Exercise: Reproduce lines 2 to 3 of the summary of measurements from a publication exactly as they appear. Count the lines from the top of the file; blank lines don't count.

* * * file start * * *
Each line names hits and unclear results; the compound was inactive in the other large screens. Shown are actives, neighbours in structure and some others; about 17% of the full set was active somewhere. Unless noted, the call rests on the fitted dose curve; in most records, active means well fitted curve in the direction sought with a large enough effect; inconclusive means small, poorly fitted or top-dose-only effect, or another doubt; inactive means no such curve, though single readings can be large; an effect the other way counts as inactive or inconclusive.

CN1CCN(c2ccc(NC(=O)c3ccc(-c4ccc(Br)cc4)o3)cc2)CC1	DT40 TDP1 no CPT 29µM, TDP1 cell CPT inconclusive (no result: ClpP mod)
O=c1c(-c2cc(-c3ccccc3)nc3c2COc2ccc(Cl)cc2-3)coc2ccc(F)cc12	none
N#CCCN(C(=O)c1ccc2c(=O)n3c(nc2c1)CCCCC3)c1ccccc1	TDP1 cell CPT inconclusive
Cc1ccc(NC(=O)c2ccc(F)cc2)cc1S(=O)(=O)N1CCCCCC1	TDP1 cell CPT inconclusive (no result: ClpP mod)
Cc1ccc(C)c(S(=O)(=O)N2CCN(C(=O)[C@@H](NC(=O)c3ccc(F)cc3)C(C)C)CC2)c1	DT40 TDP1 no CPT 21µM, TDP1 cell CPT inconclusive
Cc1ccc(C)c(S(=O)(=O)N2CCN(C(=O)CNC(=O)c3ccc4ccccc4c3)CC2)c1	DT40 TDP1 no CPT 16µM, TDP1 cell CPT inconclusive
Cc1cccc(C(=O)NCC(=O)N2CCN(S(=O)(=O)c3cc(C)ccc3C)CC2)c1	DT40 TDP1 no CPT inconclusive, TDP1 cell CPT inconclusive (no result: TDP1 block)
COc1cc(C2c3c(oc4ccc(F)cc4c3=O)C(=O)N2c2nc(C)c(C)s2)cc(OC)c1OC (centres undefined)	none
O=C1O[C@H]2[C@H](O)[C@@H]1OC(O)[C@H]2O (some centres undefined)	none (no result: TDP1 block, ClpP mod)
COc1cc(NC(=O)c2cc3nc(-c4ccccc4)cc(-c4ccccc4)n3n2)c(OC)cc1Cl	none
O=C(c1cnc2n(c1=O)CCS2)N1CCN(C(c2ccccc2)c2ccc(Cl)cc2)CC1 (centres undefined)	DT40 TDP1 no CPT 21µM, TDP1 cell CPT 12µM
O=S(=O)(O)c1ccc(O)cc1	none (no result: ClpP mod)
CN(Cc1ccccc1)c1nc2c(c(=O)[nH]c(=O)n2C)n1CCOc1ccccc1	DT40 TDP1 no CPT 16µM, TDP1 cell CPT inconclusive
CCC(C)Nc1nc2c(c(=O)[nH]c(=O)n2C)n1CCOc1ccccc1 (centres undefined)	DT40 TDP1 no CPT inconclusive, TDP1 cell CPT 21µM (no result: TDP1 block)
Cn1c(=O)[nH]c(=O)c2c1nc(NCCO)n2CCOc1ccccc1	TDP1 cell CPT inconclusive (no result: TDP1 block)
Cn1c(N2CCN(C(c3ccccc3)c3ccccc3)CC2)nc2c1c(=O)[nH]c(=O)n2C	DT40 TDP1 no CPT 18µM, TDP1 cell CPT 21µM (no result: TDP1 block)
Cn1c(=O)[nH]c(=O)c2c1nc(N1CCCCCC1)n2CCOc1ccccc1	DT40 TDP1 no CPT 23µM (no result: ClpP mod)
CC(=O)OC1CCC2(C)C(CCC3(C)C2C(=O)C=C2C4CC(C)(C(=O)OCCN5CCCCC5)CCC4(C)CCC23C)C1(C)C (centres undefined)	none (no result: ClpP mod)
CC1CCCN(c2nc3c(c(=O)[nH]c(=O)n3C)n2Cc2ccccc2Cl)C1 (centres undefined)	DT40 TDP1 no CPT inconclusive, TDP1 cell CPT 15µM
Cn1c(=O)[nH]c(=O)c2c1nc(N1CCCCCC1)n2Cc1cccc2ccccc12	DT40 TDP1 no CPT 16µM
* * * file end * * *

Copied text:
CN1CCN(c2ccc(NC(=O)c3ccc(-c4ccc(Br)cc4)o3)cc2)CC1	DT40 TDP1 no CPT 29µM, TDP1 cell CPT inconclusive (no result: ClpP mod)
O=c1c(-c2cc(-c3ccccc3)nc3c2COc2ccc(Cl)cc2-3)coc2ccc(F)cc12	none